Instead of following the Northwest boys basketball team to the locker room following Friday's Class 6A sub-state championship win over Maize, coach Chris Collins spent a few minutes reflecting alone in a hallway of Dodge City High.
It was an emotional moment for Collins, whose team plays Blue Valley Northwest (21-1) at 4:45 p.m. Wednesday in the Class 6A quarterfinals at Koch Arena.
Collins, in his third season, is two seasons removed from a gut-wrenching 3-18 season.
"There's not a day that goes by that I don't remember that," said Collins, 35. "But it was something that basically just made me want to work that much harder. I'm pretty stubborn, and if I don't get the results initially, I'm eventually going to get the result. I'm not going to stop. I can't accept it."
Digital Access For Only $0.99
For the most comprehensive local coverage, subscribe today.
That resolve dates back to childhood.
He was usually smaller than most kids, but that never stopped him from wanting to be the best. Especially at basketball.
"I want to give everything I have," he said. "My mom said, 'You've got to out-work people. It will work out.' "
If he had a bad game playing high school ball in Houston, he'd be back in the gym, working out the kinks. It was the same when he played at Phillips University in Oklahoma.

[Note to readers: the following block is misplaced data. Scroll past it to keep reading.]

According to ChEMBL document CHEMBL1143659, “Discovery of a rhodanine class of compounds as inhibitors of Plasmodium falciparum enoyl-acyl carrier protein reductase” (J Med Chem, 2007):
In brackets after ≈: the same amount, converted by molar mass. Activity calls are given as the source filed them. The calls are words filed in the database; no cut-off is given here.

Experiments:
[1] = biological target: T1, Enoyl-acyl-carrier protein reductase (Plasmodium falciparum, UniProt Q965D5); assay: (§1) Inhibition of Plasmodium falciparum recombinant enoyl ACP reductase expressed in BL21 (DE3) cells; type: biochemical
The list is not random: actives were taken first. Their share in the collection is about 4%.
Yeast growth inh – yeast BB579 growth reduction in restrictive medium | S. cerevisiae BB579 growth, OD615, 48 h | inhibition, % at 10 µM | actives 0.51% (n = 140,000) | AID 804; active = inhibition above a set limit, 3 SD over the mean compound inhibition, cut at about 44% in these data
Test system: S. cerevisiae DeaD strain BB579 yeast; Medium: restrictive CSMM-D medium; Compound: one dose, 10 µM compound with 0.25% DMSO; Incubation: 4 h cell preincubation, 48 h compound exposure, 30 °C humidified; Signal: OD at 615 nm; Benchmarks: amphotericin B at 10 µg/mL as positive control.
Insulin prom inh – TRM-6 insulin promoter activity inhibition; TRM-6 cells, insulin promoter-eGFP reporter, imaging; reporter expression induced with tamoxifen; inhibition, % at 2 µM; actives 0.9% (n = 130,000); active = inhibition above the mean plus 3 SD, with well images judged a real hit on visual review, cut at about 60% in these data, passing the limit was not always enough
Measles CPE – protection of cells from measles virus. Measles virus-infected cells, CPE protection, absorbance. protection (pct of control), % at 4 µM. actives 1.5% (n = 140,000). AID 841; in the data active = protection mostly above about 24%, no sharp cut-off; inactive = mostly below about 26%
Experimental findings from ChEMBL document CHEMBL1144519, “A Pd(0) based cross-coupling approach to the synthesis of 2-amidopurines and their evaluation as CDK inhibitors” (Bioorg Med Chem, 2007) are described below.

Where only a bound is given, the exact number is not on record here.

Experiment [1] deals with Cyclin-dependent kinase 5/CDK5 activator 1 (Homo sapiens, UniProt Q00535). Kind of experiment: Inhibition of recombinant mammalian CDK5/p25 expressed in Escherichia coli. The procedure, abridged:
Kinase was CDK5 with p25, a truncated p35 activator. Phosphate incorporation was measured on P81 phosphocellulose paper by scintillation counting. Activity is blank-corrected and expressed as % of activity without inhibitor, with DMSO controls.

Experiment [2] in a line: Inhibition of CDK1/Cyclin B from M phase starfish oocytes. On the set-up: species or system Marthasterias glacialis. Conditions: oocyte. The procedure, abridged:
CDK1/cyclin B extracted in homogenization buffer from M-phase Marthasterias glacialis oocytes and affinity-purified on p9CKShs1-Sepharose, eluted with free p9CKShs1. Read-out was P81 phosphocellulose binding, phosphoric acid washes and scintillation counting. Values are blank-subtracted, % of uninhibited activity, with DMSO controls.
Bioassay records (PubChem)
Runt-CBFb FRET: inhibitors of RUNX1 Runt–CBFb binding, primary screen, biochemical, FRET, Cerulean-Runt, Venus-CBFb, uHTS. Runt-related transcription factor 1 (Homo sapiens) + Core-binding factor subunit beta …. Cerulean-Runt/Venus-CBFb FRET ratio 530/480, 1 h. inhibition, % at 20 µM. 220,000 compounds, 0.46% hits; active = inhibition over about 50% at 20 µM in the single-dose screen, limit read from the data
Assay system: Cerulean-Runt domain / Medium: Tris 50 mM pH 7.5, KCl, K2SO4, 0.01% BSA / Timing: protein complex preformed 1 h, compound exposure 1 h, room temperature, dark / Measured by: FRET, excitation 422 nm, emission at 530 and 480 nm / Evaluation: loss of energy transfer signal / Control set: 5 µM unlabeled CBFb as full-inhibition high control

Now he watches game video, breaking down opponents and assessing his own team's performance.
"Chris spends an inordinate amount of time (working)," Northwest athletic director J. Means said. "After every game, he looks at their film and gives them a sheet, 'Here's what you need to improve on, here's what you did great.' "
Collins wouldn't have it any other way.
"That's a comfort to me," he said. "I remember when we played East (late in the regular season), and we looked horrible. I thought, 'I've got to do something.' I just went back to work. There's always something that I feel I could do if we're not putting the results on the floor."
Players notice his fierce intensity. They see it in games, they see it in practice, they see it when Collins competes in a game of H-O-R-S-E.
"He doesn't like to lose," Northwest junior Spenser Gales said. "He keeps us confident and keeps us working on our game. He's been working on our maturity, so we can be ready to play."
Northwest's return to the state tournament — the Grizzlies won the 2005-06 title — is part of the progression Collins planned. Northwest went 10-11 last season and lost in a sub-state final.
Collins' resolve, focus and work ethic is why he was promoted from assistant to head coach.
"He's doing exactly what we hired him for," Means said. "We knew he'd put in the time and effort to not only make them better basketball players, but also better human beings. It's about how hard Chris works."